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Interceptor, The

“I LIKE IT!” The playground talking point of the year, one of the most preposterous things ever bundled out in the name of “action adventure” television, and absolutely fucking ace.

In full: ANNABEL CROFT introduces two joe ordinaries dressed in romper suits with strange backpacks, one of which contains prizes beyond avarice, but both of which can be locked for good with one zap from the titular blackguard, aka SEAN O’KANE: a leather-clad ‘copter criminal with a penchant for making bird noises, somersaulting over farmyard gates and gurning. Contestants get split up then have to find their way back to each other using “natural landmarks” which then helps Annabel locate them on her map from within her “base in the beautiful county town of Ludlow!”, from where she then navigates them towards rendezvous. All the while the Interceptor hovers above chasing the goons hither and thither, joshing with pilot “Mikey”, before jumping out and donning a disguise to lure them towards his giant hoofer doofer of doom.

The dementedness was summed up by the chicanery that was played out between Annabel and the players at the start of each episode, and which lasted at least a dozen minutes. First came the business of getting the programme title wrong (“Welcome to another edition of Interceptor”), or drastically underselling the whole endeavour (“Welcome to what we HOPE will be another exciting edition of Interceptor!”) followed by a 12-second history lesson (“I’m here in the grounds of the gorgeous Woburn Abbey, with occasional examples of beautiful masonry dating back to the mid-15th century!”), then a painfully convoluted explanation of what the game involved.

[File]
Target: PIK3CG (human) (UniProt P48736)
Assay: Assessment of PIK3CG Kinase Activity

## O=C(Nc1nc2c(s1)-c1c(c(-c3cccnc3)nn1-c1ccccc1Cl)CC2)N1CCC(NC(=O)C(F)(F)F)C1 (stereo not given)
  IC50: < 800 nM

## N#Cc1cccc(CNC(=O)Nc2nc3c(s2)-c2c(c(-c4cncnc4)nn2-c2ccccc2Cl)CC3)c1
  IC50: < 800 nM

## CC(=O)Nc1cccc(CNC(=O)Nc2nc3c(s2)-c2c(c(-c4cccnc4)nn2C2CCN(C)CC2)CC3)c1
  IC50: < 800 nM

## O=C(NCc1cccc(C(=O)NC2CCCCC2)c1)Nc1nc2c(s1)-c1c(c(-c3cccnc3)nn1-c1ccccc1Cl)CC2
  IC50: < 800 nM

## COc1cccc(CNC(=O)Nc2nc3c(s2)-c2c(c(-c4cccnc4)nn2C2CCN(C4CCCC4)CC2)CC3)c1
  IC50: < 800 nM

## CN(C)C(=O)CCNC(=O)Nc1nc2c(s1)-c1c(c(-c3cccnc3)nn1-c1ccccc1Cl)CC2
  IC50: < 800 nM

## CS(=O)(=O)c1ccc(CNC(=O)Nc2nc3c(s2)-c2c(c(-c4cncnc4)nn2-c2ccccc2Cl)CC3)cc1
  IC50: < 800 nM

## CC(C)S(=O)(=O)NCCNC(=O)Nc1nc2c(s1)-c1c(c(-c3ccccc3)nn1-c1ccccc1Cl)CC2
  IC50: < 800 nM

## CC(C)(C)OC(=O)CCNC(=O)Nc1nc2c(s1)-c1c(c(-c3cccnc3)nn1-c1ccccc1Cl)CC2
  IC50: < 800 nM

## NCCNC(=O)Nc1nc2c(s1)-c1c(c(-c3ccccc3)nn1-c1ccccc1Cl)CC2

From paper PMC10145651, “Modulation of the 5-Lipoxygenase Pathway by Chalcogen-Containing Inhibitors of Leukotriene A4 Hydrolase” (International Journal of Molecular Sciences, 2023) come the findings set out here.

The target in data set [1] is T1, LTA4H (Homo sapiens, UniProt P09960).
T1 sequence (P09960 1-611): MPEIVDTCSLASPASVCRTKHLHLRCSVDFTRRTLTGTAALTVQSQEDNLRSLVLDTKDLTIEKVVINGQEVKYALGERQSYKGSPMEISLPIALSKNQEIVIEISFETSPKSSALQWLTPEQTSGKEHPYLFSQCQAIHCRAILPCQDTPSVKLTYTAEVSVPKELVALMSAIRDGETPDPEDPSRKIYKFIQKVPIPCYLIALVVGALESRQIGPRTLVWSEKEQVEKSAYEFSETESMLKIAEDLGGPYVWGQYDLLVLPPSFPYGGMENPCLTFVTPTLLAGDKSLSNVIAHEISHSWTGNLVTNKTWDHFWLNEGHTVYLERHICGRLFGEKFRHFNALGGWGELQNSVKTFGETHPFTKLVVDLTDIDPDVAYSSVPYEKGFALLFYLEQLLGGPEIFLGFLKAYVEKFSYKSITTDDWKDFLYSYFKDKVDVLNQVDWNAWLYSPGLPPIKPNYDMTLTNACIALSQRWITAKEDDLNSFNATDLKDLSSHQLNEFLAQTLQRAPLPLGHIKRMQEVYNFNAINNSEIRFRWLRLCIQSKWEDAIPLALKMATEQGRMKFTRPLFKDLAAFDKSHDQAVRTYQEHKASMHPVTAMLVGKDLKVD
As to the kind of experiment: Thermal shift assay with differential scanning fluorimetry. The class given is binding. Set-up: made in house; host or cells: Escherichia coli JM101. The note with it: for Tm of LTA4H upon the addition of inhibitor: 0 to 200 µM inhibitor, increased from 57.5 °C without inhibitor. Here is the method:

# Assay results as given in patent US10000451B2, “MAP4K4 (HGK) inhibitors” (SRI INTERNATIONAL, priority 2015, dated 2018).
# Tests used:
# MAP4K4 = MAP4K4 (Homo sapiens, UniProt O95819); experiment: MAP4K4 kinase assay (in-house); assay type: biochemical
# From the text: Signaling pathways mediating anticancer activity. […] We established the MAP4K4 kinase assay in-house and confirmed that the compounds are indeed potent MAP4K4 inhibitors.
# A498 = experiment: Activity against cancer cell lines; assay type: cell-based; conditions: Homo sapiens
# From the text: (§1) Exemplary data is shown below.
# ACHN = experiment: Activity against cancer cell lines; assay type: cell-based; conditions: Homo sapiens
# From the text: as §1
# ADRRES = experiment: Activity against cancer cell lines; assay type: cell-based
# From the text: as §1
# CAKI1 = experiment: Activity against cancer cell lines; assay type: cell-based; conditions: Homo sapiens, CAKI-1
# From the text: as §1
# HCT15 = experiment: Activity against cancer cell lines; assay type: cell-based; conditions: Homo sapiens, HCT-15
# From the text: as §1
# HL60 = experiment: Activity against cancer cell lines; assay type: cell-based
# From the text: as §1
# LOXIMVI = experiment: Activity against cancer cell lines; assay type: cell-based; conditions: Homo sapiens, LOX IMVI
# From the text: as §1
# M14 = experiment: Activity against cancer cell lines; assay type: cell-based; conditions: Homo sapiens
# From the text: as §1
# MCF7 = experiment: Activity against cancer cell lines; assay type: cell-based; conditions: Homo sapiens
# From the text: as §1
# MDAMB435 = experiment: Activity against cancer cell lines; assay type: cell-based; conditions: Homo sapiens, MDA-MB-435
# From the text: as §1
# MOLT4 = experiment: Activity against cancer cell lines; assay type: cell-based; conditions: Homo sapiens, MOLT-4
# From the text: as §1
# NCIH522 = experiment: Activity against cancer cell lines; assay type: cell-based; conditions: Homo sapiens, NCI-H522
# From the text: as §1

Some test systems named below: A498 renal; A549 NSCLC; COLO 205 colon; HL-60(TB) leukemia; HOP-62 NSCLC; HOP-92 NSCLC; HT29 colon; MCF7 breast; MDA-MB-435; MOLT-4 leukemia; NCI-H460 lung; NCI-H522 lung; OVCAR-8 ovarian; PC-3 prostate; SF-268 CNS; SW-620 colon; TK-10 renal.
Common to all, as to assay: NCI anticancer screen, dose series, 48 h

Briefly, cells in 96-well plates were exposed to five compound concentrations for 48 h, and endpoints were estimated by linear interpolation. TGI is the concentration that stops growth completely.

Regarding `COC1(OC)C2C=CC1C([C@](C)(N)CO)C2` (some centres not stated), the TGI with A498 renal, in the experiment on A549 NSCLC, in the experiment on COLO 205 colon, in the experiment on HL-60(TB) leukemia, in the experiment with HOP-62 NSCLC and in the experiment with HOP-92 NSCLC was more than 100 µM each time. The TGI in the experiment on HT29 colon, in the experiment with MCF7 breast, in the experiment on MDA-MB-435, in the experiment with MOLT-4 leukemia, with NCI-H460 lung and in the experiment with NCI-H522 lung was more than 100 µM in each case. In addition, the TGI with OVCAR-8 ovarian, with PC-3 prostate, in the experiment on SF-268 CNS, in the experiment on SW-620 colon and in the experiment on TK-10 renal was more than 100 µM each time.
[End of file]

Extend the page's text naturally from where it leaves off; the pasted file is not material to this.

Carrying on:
Highlight of this section was where Annabel purported to “mix up” the two packs the contestants carried on their backs, ostensibly so they didn’t know which contained money and which was empty, but which always followed the same pattern ending in a pointless bit where she simply stood the packs on the ground and turned them back to front then back again, like that made a crucial difference. Not forgetting the bit where the team were supposed to ask, in a state of dumb wonderment, why they had to always keep their backs to the Interceptor, to which Annabel muttered something about him being able to lock their cases, which triggered the contestants’ response “And why does he do that?” word for word every bloody week. The whole palaver was then topped off by Annabel making great play of waving the contestants off in their helicopter when they were already blindfolded and couldn’t see a fucking thing.

Contestants themselves were always a) posh b) stupid and c) prone to infantile levels of hysteria at the merest whim. One pair almost blew it completely after one of them promised to meet the other “at the bridge” but neglected to say he’d actually be waiting under it. Then there was the hopeless naive toff (“There’s a lovely pheasant – shame I haven’t got time to pluck it”) who forgot how to climb a ladder. Best of all, one decided to talk back to the Interceptor, to wit: “Come on then! Come on then!” Suffice to say the entire series was an absolute embarrassment of riches – and tanked big time, never to return.

8 Comments

8 Comments

  1. Simon Tyers

    February 28, 2010 at 11:03 am

    How *did* he do that? Lock the cases, I mean, unless Croft had to indulge in balloon-against-wind levels of mime chicanery to hide the fact that I doubt even now that a laser pen can lock some sort of weird backpack with plastic gas hob on the back arrangement.